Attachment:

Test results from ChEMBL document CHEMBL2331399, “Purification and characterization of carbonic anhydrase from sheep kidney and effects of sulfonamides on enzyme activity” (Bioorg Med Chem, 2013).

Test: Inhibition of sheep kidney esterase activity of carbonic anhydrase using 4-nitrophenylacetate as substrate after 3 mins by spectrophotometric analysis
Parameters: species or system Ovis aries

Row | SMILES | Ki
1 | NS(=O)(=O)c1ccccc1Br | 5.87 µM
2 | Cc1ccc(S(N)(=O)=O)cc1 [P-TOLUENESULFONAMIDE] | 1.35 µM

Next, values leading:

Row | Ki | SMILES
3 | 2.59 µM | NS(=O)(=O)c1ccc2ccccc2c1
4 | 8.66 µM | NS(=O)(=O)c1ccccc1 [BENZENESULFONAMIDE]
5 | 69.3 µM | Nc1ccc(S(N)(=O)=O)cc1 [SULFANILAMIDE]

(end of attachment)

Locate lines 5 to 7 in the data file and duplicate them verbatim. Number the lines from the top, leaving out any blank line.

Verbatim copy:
1 | NS(=O)(=O)c1ccccc1Br | 5.87 µM
2 | Cc1ccc(S(N)(=O)=O)cc1 [P-TOLUENESULFONAMIDE] | 1.35 µM

Next, values leading: